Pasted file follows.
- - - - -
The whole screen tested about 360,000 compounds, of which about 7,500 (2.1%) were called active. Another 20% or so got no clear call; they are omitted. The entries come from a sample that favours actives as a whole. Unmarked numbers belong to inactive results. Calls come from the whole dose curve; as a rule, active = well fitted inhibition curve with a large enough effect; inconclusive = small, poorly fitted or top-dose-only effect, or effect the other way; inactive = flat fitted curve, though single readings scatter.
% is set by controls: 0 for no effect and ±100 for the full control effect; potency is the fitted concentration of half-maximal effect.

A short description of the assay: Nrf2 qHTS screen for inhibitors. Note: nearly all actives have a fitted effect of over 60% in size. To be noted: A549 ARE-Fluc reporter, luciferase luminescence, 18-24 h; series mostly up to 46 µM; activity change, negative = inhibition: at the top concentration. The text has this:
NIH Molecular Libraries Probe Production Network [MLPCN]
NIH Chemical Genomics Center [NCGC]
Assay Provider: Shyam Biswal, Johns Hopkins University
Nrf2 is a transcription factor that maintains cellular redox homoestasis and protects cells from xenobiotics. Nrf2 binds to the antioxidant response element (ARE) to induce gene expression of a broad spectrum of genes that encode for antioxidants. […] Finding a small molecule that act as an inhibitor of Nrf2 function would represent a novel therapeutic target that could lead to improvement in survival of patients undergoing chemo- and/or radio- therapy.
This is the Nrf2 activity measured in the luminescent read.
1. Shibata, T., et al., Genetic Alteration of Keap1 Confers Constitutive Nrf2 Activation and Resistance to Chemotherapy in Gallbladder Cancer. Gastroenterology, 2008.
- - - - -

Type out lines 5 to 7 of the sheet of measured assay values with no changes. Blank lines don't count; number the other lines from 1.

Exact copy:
NIH Chemical Genomics Center [NCGC]
Assay Provider: Shyam Biswal, Johns Hopkins University
Nrf2 is a transcription factor that maintains cellular redox homoestasis and protects cells from xenobiotics. Nrf2 binds to the antioxidant response element (ARE) to induce gene expression of a broad spectrum of genes that encode for antioxidants. […] Finding a small molecule that act as an inhibitor of Nrf2 function would represent a novel therapeutic target that could lead to improvement in survival of patients undergoing chemo- and/or radio- therapy.